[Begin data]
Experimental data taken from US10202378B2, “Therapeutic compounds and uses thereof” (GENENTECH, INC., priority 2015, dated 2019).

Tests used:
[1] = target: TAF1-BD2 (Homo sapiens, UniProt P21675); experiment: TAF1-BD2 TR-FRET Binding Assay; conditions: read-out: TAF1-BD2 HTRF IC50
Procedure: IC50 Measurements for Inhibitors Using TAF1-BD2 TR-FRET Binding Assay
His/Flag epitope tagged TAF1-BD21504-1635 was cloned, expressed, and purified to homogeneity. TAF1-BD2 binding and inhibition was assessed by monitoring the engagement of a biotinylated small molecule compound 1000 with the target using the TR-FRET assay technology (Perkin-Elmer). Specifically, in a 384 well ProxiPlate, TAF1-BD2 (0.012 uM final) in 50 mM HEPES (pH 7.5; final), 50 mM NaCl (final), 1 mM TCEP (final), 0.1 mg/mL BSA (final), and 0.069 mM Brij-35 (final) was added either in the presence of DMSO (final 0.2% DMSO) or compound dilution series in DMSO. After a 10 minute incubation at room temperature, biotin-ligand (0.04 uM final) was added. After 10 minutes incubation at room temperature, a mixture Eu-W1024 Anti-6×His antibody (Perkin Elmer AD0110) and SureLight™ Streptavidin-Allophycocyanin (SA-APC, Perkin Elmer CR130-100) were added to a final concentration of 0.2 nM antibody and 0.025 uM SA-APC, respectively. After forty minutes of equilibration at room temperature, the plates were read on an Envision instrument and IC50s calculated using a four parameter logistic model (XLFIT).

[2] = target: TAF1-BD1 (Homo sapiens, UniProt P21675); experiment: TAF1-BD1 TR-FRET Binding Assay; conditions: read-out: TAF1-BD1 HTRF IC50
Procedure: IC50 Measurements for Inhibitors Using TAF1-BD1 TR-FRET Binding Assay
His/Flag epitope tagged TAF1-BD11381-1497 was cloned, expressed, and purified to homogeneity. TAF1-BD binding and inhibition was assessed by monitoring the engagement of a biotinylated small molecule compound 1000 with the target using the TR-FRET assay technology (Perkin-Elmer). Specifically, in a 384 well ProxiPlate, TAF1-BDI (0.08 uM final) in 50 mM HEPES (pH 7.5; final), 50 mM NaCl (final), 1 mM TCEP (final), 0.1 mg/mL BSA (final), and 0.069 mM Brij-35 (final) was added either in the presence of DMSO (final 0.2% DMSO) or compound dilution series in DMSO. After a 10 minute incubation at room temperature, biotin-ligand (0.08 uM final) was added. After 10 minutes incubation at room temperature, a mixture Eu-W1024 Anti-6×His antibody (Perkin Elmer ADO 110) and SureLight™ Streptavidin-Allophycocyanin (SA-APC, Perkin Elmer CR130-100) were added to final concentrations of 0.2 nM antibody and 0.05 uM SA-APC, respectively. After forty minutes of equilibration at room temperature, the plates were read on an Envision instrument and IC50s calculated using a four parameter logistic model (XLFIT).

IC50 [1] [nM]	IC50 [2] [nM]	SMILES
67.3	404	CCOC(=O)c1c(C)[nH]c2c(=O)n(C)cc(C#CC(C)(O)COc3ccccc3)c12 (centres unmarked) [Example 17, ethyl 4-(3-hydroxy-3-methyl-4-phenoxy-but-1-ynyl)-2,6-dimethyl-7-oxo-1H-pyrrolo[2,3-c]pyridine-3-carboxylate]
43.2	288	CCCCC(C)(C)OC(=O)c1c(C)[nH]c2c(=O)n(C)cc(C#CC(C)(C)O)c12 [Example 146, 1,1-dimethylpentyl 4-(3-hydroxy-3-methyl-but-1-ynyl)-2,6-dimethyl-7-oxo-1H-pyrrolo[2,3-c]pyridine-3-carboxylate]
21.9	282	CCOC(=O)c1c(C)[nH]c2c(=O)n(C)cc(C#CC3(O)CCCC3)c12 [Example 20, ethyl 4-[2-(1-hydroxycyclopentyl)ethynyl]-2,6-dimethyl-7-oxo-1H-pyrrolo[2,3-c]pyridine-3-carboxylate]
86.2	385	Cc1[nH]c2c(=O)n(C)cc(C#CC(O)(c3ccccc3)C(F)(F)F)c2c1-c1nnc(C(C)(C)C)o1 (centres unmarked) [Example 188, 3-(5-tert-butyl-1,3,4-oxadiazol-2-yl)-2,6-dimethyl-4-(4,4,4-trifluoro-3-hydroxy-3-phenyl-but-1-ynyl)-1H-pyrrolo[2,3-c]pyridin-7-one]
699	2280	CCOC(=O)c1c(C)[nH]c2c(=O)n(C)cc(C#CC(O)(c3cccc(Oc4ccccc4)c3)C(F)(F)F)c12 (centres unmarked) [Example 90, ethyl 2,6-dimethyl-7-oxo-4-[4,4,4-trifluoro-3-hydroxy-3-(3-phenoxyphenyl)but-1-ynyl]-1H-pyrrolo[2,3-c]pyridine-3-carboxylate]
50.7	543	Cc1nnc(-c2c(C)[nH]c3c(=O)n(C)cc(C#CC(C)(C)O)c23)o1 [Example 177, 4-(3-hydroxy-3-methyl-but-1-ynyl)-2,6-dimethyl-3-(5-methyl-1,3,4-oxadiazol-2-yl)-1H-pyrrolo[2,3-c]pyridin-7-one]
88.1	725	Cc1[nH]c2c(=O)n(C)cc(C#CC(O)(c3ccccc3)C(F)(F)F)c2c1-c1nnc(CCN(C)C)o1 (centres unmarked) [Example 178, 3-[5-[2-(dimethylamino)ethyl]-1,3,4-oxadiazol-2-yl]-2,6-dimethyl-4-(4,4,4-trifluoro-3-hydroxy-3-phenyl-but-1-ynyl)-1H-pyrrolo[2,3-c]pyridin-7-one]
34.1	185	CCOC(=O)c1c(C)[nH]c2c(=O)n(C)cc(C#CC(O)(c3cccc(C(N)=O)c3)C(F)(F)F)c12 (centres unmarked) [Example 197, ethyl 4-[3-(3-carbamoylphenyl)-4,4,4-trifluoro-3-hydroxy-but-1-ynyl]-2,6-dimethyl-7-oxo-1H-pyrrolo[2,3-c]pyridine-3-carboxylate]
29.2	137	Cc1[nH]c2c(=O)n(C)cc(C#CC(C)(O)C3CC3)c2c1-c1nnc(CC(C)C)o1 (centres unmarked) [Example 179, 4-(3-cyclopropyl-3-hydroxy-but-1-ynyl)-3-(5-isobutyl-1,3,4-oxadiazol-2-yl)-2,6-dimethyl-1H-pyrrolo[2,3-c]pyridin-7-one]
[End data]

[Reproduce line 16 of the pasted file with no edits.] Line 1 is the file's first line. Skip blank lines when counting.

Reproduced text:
88.1	725	Cc1[nH]c2c(=O)n(C)cc(C#CC(O)(c3ccccc3)C(F)(F)F)c2c1-c1nnc(CCN(C)C)o1 (centres unmarked) [Example 178, 3-[5-[2-(dimethylamino)ethyl]-1,3,4-oxadiazol-2-yl]-2,6-dimethyl-4-(4,4,4-trifluoro-3-hydroxy-3-phenyl-but-1-ynyl)-1H-pyrrolo[2,3-c]pyridin-7-one]